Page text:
The engine is very smooth (much smoother than the motor in the pre-2015 Kawasaki Versys 650) and has a strong low and mid range with decent power on top. Acceleration is reasonably brisk. At an indicated 100 km/h, the engine is spinning at about 4600 rpm when in 6th gear, so it’s quite relaxed feeling. The bike is fuel injected, and fueling is good for the most part. At a constant low speed with low load on the engine, there can be a bit of surging. At highway speeds it’s not detectable.

The bike has been reliable. I have not had any issues at all except for having to replace the fuel filter at 30,900 km (the fuel pump had started making a high pitched noise). Maintenance requirements are minimal. Basic maintenance is very simple. The valves clearances were checked at 25000 km and only one front exhaust valve was slightly tight (.01 mm less than spec.). Access to the rear valves is easy once the fuel tank is removed. The fuel line at the tank is easy to disconnect. Access to the front valves is quite restricted because of the radiator and radiator shroud. There is barely enough room to use a torque wrench on the valve cover bolts. There is adequate room to measure the valve clearances, though. In order to adjust the valve clearances, the cam chain adjusters need to be removed. Access to the cam chain adjuster mounting and cap bolts is limited. The spark plugs looked okay (minimal wear) at that time, but were replaced anyway during the valve clearance inspection because it's a bit of a hassle to get at them. The original battery was getting weak in the fall of 2013; I had to put in a new one in the spring of 2014.

The original tires worked well on the road. I replaced both tires with Michelin Anakee 2’s at 21,400 km. The rear should have been replaced a bit sooner, but the new tires were on back order. The front showed cupping (uneven wear) at that time, so it was replaced even though it wasn’t worn down to the wear bars yet. The Anakee 2s work well, and I like them. The front seems to have quickened the steering somewhat. Other additions to the bike include the Suzuki centre stand and hand guards. Other than that, I’ve kept the bike stock.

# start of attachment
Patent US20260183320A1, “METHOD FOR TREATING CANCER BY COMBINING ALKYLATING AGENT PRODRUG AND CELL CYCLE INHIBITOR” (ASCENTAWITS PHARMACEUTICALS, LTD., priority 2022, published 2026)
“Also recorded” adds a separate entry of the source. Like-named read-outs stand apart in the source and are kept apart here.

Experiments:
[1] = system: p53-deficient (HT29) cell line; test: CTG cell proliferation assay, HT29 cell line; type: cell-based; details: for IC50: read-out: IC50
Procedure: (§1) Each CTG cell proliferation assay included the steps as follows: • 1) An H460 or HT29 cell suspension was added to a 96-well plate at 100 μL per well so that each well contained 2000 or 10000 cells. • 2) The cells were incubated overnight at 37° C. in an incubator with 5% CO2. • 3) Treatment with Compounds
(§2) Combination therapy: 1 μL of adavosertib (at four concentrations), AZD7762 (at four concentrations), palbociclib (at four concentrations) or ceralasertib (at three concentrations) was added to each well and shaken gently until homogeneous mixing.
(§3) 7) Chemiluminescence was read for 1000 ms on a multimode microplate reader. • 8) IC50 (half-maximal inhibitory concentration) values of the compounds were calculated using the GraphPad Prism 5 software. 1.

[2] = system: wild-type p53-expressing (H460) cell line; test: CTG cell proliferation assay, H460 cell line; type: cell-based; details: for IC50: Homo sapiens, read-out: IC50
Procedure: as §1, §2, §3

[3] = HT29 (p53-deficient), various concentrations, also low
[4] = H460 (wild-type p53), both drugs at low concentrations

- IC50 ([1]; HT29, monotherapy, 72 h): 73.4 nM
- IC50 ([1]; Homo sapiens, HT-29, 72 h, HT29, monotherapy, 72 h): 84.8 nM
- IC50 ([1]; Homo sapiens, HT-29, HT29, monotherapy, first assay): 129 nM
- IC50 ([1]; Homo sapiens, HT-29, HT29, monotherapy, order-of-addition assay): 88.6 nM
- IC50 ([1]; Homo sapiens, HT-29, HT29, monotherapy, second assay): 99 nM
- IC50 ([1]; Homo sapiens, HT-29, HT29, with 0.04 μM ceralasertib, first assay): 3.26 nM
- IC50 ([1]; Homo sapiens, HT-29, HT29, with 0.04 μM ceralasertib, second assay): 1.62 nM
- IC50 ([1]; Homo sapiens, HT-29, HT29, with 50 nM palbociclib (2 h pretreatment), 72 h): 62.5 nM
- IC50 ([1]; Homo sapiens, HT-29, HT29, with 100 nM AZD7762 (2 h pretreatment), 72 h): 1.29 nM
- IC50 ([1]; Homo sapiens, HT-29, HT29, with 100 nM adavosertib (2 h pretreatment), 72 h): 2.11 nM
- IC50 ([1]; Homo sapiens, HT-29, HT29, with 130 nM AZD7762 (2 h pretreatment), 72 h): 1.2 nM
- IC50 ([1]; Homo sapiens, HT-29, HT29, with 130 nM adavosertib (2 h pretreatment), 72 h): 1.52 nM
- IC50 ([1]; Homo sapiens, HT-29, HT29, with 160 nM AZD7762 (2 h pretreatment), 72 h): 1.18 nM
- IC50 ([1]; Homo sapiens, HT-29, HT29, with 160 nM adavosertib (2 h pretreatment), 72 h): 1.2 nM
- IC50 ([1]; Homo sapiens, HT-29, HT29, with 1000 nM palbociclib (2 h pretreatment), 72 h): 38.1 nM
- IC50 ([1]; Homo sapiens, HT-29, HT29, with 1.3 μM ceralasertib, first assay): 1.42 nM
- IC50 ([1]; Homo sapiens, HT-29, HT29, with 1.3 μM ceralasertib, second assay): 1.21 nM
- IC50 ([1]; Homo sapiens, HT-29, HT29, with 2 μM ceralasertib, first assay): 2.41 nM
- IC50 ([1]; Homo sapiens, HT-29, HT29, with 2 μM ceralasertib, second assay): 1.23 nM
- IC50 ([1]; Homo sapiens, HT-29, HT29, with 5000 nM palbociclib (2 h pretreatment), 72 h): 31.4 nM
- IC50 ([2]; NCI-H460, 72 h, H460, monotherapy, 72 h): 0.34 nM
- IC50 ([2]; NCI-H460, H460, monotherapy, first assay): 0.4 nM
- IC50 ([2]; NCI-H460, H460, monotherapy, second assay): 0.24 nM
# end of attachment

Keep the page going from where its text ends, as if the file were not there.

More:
The bike feels a bit top heavy when lifting it off the side stand when fully fueled. Once moving the top heavy feeling goes away. The seat is a bit high for some riders. The seat height is about 32 inches, but the seat is also wide making it more difficult to put your legs straight down. The seat on the newer V-Strom is higher, but the seat is a bit narrower at the front.

All in all the V-Strom is a great all around street bike that is quite comfortable for long distance riding and handles quite well during spirited riding on back roads. It has a great motor that makes more than adequate power for most riding situations. It is very versatile and reliable. It has been one of the better bikes that I have owned. I sold the bike in 2016 with about 32,000 km on it. I may buy a new one for 2017, but I'll see what else is available at that time.